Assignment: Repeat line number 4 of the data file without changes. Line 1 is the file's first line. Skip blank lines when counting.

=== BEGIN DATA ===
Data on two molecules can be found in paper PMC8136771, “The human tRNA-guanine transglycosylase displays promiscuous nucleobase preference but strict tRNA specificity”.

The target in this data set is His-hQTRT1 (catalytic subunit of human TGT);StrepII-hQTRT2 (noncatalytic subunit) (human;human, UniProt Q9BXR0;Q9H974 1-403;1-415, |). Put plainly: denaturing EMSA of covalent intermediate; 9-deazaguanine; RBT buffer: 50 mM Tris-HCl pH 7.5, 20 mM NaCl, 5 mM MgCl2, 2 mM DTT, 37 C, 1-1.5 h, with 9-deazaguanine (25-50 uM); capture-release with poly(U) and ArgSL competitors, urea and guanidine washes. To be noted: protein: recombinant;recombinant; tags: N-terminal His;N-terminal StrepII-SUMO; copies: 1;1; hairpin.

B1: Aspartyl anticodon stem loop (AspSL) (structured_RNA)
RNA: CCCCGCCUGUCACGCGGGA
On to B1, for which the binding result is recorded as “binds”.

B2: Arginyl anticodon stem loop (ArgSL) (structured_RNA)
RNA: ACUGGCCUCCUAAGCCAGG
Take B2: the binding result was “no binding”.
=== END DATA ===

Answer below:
RNA: CCCCGCCUGUCACGCGGGA